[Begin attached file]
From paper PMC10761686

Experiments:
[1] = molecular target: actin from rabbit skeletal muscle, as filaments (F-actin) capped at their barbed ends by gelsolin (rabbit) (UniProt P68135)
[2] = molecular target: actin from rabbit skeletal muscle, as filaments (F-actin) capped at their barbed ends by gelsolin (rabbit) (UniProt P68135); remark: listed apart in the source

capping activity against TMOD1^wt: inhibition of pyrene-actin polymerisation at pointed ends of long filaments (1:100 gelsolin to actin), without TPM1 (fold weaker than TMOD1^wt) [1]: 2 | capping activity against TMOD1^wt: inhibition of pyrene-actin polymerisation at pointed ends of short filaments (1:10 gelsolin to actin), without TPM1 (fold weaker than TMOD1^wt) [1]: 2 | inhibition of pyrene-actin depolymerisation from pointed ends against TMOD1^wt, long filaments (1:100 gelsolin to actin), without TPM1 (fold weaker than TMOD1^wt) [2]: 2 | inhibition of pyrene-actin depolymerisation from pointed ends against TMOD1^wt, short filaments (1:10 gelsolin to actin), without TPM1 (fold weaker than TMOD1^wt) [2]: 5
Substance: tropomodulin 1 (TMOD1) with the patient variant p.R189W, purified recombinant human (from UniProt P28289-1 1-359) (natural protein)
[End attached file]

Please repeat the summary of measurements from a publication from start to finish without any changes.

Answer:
From paper PMC10761686

Experiments:
[1] = molecular target: actin from rabbit skeletal muscle, as filaments (F-actin) capped at their barbed ends by gelsolin (rabbit) (UniProt P68135)
[2] = molecular target: actin from rabbit skeletal muscle, as filaments (F-actin) capped at their barbed ends by gelsolin (rabbit) (UniProt P68135); remark: listed apart in the source

capping activity against TMOD1^wt: inhibition of pyrene-actin polymerisation at pointed ends of long filaments (1:100 gelsolin to actin), without TPM1 (fold weaker than TMOD1^wt) [1]: 2 | capping activity against TMOD1^wt: inhibition of pyrene-actin polymerisation at pointed ends of short filaments (1:10 gelsolin to actin), without TPM1 (fold weaker than TMOD1^wt) [1]: 2 | inhibition of pyrene-actin depolymerisation from pointed ends against TMOD1^wt, long filaments (1:100 gelsolin to actin), without TPM1 (fold weaker than TMOD1^wt) [2]: 2 | inhibition of pyrene-actin depolymerisation from pointed ends against TMOD1^wt, short filaments (1:10 gelsolin to actin), without TPM1 (fold weaker than TMOD1^wt) [2]: 5
Substance: tropomodulin 1 (TMOD1) with the patient variant p.R189W, purified recombinant human (from UniProt P28289-1 1-359) (natural protein)